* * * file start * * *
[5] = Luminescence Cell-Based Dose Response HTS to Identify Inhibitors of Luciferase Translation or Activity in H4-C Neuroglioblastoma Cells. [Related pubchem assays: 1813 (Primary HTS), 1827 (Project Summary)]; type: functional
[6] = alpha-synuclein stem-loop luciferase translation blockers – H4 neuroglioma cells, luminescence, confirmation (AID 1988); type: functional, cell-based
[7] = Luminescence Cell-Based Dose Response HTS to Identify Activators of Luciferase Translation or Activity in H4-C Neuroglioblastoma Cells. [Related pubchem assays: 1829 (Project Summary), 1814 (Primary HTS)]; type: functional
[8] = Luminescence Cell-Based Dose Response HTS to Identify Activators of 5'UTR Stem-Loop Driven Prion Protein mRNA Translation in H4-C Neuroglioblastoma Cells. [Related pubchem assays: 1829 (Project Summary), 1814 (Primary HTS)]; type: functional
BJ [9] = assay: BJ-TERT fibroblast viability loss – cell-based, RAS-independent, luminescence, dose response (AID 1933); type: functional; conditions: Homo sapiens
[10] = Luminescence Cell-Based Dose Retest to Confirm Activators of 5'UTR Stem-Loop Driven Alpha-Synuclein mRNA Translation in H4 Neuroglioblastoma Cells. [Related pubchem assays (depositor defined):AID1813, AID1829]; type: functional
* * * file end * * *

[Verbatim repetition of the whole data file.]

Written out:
[5] = Luminescence Cell-Based Dose Response HTS to Identify Inhibitors of Luciferase Translation or Activity in H4-C Neuroglioblastoma Cells. [Related pubchem assays: 1813 (Primary HTS), 1827 (Project Summary)]; type: functional
[6] = alpha-synuclein stem-loop luciferase translation blockers – H4 neuroglioma cells, luminescence, confirmation (AID 1988); type: functional, cell-based
[7] = Luminescence Cell-Based Dose Response HTS to Identify Activators of Luciferase Translation or Activity in H4-C Neuroglioblastoma Cells. [Related pubchem assays: 1829 (Project Summary), 1814 (Primary HTS)]; type: functional
[8] = Luminescence Cell-Based Dose Response HTS to Identify Activators of 5'UTR Stem-Loop Driven Prion Protein mRNA Translation in H4-C Neuroglioblastoma Cells. [Related pubchem assays: 1829 (Project Summary), 1814 (Primary HTS)]; type: functional
BJ [9] = assay: BJ-TERT fibroblast viability loss – cell-based, RAS-independent, luminescence, dose response (AID 1933); type: functional; conditions: Homo sapiens
[10] = Luminescence Cell-Based Dose Retest to Confirm Activators of 5'UTR Stem-Loop Driven Alpha-Synuclein mRNA Translation in H4 Neuroglioblastoma Cells. [Related pubchem assays (depositor defined):AID1813, AID1829]; type: functional